While the above claims have been proven at the ASICS Institute of Sport Science and is being validated at Progressive Sports Technologies—a third-party laboratory in the U.K., we were able to experience them for ourselves at the Eternal Run basecamp.

This is what us spectators learned at the Eternal Run basecamp:

While the runners were out running aimlessly and infinitely through the Bonneville Salt Flats, the spectators were able to go through some tests ourselves to prove the shoe’s claims of increased energy return and efficiency.

A few members of the team went through the Running Analyzer created by the ASICS Institute of Sport Science. This test was done with a treadmill and a running form analyzing app.

The participant first puts on a pair of comparison shoes, in this case, the participant wore the ASICS Nimbus for the first test. They selected a speed on the treadmill and ran for 45 seconds. The app captured a video of the participant in motion while taking measurements of their cadence, stride length, vertical motion, body posture, leg swing, arm swing, and lastly, their ankle joint ankle change. They were then put through the same exact test but wearing the new ASICS GlideRide shoes.

While his cadence, stride length, leg swing, and arm swing stayed the same, his ankle joint ankle change improved from a 44 degree angle in the ASICS Nimbus to a 33 degree angle change in the GlideRide. Minimizing this angle is where runners find their energy return.

Energy return is calculated through two variables. First, the tests the shoes were put through and proven at the ASICS Institute of Sport Science and validated at Progressive Sports Technologies—a third-party laboratory in the U.K., and secondly, by oxygen level. Second, the participant was hooked up with an oxygen level strap on their calf muscle. The more oxygen that is displayed in the muscle, the more energy that is being returned.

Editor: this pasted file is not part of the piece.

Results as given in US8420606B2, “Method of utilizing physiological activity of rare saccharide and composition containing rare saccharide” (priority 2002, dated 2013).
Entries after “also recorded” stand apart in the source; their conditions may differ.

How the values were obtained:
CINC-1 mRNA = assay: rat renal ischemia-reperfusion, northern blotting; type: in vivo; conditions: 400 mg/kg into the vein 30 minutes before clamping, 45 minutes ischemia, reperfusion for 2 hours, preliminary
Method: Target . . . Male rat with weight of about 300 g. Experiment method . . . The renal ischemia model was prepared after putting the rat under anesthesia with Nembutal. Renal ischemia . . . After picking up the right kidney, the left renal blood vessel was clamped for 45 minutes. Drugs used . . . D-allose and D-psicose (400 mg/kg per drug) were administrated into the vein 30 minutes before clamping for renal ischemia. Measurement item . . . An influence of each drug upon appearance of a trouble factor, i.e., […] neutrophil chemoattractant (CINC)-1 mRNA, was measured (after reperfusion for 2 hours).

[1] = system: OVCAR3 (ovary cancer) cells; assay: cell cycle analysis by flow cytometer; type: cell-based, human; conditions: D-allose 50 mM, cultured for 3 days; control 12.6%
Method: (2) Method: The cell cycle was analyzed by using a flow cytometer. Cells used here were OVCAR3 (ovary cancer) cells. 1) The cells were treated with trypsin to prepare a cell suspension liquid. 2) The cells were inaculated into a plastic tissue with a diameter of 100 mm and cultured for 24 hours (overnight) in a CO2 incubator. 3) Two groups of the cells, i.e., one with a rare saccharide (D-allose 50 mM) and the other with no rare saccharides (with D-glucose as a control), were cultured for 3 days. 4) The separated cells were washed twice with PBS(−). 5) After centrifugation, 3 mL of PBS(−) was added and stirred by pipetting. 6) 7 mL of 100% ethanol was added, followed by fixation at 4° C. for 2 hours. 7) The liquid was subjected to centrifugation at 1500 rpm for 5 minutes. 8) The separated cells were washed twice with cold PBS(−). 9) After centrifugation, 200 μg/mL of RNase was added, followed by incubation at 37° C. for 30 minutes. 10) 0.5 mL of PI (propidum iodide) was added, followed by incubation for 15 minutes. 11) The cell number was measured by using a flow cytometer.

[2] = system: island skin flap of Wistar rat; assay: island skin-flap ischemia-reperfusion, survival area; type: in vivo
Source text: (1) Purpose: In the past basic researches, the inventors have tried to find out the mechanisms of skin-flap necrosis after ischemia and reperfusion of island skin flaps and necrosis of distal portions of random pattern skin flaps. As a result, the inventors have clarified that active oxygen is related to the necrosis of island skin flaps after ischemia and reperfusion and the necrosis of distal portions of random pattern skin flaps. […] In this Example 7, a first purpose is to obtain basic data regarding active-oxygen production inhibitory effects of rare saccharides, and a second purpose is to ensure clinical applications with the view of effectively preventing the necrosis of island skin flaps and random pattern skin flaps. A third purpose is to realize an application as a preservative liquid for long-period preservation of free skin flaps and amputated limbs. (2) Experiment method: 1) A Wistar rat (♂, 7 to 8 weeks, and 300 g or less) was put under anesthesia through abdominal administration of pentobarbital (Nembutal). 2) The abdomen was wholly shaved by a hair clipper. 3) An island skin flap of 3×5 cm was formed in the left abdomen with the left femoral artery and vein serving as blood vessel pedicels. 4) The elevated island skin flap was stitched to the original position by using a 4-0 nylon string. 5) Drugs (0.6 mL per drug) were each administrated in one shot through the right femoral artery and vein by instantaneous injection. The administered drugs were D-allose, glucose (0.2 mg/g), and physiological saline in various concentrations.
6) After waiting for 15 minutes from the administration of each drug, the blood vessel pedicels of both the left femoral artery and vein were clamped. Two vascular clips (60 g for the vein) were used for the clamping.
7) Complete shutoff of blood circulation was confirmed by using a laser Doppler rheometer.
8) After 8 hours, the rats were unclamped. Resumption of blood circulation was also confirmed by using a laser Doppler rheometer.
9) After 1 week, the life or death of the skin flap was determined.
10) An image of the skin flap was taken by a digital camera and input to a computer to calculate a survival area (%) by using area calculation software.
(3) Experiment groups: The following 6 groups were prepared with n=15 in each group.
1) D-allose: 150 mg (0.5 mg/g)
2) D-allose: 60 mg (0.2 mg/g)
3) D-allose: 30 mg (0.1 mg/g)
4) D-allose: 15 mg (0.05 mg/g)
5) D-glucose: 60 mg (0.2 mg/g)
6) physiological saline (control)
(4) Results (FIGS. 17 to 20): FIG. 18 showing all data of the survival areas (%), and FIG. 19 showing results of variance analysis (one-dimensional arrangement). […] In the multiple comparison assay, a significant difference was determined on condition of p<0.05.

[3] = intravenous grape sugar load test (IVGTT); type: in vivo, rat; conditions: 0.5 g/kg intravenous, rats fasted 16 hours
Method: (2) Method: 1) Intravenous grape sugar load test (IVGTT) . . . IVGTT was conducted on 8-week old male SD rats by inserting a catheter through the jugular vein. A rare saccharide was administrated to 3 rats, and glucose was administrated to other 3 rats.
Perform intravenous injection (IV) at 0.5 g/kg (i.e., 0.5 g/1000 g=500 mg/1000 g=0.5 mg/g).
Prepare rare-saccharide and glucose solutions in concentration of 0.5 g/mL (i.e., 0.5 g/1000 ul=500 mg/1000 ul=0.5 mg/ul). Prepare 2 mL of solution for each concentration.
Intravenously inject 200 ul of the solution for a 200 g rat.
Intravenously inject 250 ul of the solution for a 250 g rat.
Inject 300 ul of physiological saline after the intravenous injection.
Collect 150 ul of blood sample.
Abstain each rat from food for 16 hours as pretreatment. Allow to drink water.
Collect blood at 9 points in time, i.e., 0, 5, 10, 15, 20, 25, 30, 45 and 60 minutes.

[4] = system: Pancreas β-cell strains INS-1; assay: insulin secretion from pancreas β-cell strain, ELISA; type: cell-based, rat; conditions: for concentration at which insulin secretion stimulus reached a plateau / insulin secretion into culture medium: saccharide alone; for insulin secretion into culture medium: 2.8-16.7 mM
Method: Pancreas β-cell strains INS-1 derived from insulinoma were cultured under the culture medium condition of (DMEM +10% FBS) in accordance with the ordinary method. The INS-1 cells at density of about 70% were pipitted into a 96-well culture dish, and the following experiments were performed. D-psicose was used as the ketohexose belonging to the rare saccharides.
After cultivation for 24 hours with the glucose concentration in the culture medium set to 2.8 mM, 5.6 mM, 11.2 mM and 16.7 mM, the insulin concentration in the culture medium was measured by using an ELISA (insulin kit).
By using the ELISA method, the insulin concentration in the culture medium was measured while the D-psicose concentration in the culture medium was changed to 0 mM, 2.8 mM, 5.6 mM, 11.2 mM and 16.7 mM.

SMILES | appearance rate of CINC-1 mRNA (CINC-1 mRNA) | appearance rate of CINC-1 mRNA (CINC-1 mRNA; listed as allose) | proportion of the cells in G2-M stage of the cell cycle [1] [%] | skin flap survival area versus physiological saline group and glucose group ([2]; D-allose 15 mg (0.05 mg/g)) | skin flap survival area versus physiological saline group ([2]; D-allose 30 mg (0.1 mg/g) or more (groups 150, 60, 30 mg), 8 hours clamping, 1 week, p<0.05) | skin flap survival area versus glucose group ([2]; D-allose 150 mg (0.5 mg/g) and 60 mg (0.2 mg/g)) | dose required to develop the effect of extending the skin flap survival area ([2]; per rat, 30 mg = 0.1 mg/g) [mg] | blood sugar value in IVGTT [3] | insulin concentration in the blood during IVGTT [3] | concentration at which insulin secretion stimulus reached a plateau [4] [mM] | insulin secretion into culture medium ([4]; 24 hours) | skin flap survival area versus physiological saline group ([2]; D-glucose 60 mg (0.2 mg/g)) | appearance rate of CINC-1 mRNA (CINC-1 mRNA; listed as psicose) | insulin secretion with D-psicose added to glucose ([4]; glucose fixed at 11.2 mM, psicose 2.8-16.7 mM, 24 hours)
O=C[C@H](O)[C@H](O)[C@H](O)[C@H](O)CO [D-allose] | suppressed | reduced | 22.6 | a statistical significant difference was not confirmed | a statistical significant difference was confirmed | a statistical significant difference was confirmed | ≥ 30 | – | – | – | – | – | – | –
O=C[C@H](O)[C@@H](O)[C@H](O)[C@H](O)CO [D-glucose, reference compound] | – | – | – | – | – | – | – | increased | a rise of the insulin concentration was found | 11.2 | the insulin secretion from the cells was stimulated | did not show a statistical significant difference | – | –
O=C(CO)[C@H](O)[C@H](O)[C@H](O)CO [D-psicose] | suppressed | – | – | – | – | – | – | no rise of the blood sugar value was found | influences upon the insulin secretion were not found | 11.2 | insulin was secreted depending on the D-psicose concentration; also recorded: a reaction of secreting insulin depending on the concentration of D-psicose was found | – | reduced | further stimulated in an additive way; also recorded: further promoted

While the shoes don't work for everyone, this test proved positive and decreased the participant's ankle joint angle in about 75% of the other tests.

Here’s what the runners learned during their Eternal Run:

Other than Tabetha, 21 runners were chosen for the Eternal Run. They ranged from elite athletes such as Clayton Young to social media influencers such as ex-NFL player Andrew East to running store employees. Each of them had an optimum pace and predicted distance. We reached out to the ASICS Institute of Sport Science team find some data regarding Tabetha's effort during the Eternal Run to see how she faired. Here were the results:

  • Optimum Pace (miles per hour): 4.7
  • Predicted Distance (miles): 2.4
  • Actual Distance (miles): 2.8
  • % Difference: 17.0%
The average % difference in predicted distance versus actual distance was 24.1%. While Tabetha's was slightly below average, the shoes did what they were supposed to do.
The ASICS GlideRide is available for purchase online at and in stores on 10/1. 
View this post on Instagram

A post shared by ASICS America (@asics) on

Connect With Us

see the latest from Fleet Feet Chicago